How I Transformed My Physique in 1 Year with Anabolic Aliens

By
Emily Rudow
October 26, 2020

How I Transformed My Physique in 1 Year with Anabolic Aliens

Here’s a throwback for you – does anybody remember Richard Simmons? You know, the campy version of Bob Ross known for his blinding neon workout gear? If not, I’d encourage you to visit this blast from the past…but strictly to tickle your nostalgia bone rather than to get your sweat on.

Fast forward to the present, and there are so many quality workout videos at your fingertips. Deciding where to start can be a bit overwhelming. It’s hard to sort through all the clutter to find a video or channel that really resonates with you and can be integrated into your workout routine. 

I’m thrilled to have the opportunity to share my fitness journey with you and how I used Anabolic Aliens to completely transform my physique in one year’s time. For a bit of background context, I started my fitness journey back in 2008 while at University.

I started with a 22-interval treadmill workout followed by some strength training here and there. I would read up on fitness and nutrition regularly then apply this newfound information to my training routine and diet. I started to see progress almost immediately, which gave me the drive to keep at it. 

Over the course of the past 12 years, I discovered a passion for running and devoted much of my training efforts to improving my performance, running farther and faster. I did keep up with a strength training routine, but it wasn’t my priority. I would repeat the same exercises with minimal increases in weight. My body composition did have some muscle, but not any sort of notable definition.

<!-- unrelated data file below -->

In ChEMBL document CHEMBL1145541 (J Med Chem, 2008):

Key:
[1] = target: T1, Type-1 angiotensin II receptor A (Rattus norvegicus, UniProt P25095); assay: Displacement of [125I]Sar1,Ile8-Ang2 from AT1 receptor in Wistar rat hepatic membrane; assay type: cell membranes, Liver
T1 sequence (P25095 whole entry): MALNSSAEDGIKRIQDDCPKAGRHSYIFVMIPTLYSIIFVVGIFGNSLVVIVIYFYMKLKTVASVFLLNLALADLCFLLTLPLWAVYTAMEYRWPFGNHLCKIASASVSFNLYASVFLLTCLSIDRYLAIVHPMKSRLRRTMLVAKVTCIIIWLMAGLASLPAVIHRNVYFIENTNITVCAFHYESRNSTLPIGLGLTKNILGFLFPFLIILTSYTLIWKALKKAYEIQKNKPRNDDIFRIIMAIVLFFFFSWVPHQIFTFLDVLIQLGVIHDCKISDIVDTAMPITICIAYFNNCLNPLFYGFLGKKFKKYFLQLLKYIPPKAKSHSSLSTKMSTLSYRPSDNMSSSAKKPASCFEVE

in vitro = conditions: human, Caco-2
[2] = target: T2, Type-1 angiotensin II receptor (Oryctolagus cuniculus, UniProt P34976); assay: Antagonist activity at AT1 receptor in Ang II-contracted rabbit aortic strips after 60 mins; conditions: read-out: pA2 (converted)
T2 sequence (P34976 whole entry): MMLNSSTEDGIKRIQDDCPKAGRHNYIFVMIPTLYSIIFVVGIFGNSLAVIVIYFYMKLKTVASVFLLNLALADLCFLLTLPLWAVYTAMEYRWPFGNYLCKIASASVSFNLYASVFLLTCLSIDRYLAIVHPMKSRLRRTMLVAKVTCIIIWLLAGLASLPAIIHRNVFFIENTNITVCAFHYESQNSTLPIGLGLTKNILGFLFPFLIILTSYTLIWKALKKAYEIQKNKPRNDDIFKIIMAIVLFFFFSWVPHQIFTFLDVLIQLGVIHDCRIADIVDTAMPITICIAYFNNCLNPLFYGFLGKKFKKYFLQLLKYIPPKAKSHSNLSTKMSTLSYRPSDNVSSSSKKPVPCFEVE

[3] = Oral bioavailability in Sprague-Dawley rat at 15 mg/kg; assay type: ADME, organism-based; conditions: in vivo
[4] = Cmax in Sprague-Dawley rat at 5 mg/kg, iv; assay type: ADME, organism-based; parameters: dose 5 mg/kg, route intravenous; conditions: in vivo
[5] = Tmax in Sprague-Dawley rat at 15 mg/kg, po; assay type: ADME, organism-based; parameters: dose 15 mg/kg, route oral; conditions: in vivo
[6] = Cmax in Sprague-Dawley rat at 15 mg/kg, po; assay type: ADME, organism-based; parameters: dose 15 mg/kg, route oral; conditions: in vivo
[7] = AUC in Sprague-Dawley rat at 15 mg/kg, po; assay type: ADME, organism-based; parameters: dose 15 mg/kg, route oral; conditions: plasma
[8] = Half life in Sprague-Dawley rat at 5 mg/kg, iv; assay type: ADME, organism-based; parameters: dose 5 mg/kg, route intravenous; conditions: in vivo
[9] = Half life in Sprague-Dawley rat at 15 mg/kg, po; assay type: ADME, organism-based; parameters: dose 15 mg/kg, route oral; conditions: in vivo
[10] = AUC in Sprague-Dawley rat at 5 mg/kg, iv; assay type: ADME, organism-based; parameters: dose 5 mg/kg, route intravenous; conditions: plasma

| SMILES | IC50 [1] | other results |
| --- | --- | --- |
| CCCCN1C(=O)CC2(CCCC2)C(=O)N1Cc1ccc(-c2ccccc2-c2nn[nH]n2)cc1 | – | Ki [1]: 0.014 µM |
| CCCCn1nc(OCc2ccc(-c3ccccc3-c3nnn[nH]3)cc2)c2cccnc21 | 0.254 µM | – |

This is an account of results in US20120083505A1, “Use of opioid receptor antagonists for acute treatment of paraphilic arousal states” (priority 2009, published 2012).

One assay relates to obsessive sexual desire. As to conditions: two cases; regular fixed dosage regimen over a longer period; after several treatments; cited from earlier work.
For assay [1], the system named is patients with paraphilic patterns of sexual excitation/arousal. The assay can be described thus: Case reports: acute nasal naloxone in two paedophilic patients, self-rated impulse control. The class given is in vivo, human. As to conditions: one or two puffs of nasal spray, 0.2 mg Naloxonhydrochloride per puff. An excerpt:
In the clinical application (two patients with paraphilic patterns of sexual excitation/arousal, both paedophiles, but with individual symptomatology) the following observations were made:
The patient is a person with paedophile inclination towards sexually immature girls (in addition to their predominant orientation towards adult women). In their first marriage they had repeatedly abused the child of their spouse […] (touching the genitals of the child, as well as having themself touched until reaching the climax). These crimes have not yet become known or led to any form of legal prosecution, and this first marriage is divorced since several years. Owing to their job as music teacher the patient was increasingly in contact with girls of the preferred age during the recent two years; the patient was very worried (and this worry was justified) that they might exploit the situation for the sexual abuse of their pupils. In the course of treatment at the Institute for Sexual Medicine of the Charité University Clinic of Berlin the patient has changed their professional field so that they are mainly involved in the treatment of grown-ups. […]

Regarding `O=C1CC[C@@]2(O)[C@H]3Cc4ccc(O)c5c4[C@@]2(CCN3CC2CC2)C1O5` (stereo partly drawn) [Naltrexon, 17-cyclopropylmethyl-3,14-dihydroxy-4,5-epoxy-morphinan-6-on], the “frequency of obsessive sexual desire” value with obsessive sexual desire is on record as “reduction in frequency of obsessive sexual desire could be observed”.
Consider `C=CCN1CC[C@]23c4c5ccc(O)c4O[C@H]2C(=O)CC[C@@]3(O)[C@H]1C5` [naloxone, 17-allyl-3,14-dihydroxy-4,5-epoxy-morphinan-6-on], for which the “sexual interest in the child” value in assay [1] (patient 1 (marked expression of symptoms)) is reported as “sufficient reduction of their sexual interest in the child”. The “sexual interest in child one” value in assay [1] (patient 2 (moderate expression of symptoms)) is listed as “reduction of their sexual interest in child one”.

I wanted to look more toned and leaner. Despite having a personal training certificate, I still didn’t know how to attain the body I wanted. In early 2019, I left a long-term relationship which left me with a big ol’ empty void. I decided to refocus my energy on training and working on other important relationships in my life – such as my family and friends.

I desperately wanted a change; a complete overhaul of my diet and current training.

Discovering Anabolic Aliens

It was early February when I started experimenting with my nutrition. I began by doing fasted workouts and experimenting with various macro splits, which helped me lean out. When I started seeing results, I became more open to dabbling in different nutrition strategies; strategies that conflicted with some of my own long-held (and sometimes misguided) health beliefs.

I was developing more of a growth mindset. I was more open to trying new things that seemed to be working for others. I experimented with intermittent fasting and began researching new exercises to incorporate into my routine.

I thought a good place to start would be YouTube. At a whim, I typed something along the lines of “arm workout” into YouTube and came across an at-home forearm workout, which for some reason, piqued my interest. No equipment was required, the video was only five minutes long and I knew zero forearm exercises, so I clicked and pushed play. Despite using no weights whatsoever, the workout BURNED. I absolutely loved it and was eager to find more new exercises from the same channel.